Experts: Design Flaws, Congestion Likely Part Of JFK Mishap

NEW YORK (CBSNewYork) — Call it a hit and spin.

How did a jumbo jet collide with a commuter plane at John F. Kennedy International Airport?

Video shows the giant Air France A380 Airbus clipping the smaller plane, tossing it around like a toy, reports CBS 2’s Marcia Kramer.

Federal investigators are leaving no stone unturned as they probe the freak accident from Monday night. They’ll listen to the black boxes and the air traffic control tapes, and hear words people in the airline industry hope they never hear:

Pilot: “Commerce 563 just hit us.”

LISTEN: Raw Controller Audio of the Incident (via

That radio transmission from the pilot to the tower was the first alert to air traffic controllers that something terrible had happened on the tarmac at JFK — that the world’s largest passenger plane collided with a smaller commuter plane.

According to the National Transportation Safety Board, which is leading the investigation, and the video, the 800-person capacity Air France mega plane was taxiing to its takeoff position when its left wing clipped the tail of a Comair 120-passenger CRJ 700 commuter plane that had just landed from Boston. The collision spun the smaller plane 90 degrees and heavily damaged both planes.

“This was not just two aircraft rubbing up against each other. This was a collision that had quite a bit of energy to it,” Bill Voss, president of the Flight Safety Foundation, told 1010 WINS.

The big question for investigators is how did the planes collide on the ground. An audio recording of conversations between the JFK controller responsible for coordinating the movement of planes on the tarmac and the two aircraft indicates the Comair plane was trying to exit the taxiway but may have stopped short because of congestion on the ramp — the area where planes park, Voss said.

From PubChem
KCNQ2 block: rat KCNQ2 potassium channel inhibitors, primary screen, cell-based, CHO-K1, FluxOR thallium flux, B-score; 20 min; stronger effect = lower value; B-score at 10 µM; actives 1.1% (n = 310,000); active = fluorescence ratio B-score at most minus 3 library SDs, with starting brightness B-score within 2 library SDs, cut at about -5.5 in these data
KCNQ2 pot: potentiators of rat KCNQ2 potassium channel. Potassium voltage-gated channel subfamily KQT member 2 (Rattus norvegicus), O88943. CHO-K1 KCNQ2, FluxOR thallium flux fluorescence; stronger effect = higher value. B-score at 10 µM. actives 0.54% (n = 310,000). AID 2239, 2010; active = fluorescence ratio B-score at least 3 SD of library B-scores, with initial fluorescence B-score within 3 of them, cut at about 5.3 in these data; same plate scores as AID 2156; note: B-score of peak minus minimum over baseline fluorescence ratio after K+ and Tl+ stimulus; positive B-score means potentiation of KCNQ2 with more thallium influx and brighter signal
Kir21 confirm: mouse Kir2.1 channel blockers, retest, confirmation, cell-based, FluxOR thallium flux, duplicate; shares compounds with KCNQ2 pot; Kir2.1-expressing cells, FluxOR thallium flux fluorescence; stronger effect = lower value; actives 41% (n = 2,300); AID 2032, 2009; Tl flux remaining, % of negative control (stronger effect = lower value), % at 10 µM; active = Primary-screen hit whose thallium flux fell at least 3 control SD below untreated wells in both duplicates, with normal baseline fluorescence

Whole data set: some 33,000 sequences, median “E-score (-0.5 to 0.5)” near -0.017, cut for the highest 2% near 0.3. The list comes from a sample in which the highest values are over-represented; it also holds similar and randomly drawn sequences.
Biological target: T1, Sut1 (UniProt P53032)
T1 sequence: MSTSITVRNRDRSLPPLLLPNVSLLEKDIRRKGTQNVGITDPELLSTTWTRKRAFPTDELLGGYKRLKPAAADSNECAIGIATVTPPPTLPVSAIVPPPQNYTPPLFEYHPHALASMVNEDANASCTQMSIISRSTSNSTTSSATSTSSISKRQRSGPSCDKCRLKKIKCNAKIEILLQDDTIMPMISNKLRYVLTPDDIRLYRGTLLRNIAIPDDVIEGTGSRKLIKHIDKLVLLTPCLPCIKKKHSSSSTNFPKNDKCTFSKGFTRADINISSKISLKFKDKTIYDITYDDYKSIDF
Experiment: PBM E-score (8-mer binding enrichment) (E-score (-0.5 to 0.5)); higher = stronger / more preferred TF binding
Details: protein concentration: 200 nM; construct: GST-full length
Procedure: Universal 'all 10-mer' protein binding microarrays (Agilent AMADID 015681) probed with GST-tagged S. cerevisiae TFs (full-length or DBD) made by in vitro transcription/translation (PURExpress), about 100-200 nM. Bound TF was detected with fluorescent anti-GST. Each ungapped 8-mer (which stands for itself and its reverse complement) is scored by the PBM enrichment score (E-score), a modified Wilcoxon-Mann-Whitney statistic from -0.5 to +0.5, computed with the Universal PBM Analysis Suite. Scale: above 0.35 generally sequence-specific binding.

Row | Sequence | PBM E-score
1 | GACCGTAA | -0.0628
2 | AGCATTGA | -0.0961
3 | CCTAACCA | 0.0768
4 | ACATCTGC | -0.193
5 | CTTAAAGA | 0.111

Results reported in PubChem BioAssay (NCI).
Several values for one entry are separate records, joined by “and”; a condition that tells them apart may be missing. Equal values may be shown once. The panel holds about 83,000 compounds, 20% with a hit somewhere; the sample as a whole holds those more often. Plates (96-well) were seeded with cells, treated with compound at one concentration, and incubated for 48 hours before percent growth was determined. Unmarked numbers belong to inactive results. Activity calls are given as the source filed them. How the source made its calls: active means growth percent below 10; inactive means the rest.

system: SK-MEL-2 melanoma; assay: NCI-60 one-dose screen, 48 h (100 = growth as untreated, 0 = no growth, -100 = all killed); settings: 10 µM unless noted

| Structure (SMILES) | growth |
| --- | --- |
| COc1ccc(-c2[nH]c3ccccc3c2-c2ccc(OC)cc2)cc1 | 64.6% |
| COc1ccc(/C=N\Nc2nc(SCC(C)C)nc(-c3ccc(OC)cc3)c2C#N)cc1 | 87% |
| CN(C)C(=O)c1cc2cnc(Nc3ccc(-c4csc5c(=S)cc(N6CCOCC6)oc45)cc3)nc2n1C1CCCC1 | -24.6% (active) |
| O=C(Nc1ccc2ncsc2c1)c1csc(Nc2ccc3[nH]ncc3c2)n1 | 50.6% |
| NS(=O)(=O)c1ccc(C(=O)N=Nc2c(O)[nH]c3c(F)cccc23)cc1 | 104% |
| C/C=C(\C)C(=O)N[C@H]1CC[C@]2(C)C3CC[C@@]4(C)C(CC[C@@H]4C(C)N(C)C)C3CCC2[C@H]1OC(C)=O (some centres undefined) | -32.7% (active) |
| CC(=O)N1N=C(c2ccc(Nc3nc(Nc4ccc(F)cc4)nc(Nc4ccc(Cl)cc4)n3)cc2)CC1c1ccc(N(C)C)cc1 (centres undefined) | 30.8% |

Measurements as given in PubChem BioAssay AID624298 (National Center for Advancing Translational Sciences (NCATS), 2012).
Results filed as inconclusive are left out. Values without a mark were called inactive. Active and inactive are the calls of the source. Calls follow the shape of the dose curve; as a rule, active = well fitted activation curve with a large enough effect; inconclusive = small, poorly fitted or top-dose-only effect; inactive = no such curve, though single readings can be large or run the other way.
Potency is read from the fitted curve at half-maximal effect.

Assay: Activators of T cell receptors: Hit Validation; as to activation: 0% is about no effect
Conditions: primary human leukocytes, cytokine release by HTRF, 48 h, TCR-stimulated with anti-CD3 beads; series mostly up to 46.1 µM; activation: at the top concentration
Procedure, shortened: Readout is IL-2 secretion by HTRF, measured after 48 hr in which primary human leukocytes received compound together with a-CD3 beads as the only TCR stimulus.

“It was a dark and rainy night and I’ve been an air traffic controller in a busy facility and I’ve taxied as a pilot in those circumstances and all you really see is a sea of blinking lights it’s difficult to discern exactly where aircraft have stopped,” Voss said. “The combination of the congestion, possible distractions and the impediments to visibility probably all played a roll.”

Aviation expert Norman Cousins told Kramer there is a design flaw in the Airbus. The end of its wings turn up, creating a blind spot. The Airbus pilot couldn’t see the smaller plane, he said.

“Even if he opened the window on the pilot side and stuck his head out he couldn’t get sharp angel to see behind him,” Cousins said.

Other planes besides the A380 have similar upturned wings — or winglets — including the 727, 747, DC-11 and all the Airbus planes.

According to the NTSB there were 18 taxiway collisions nationwide involving 36 planes between 2005 and 2010. Cousins said the Federal Aviation Administration is partially to blame for not requiring cameras or fiber optics that allows pilots to see what’s behind their wings.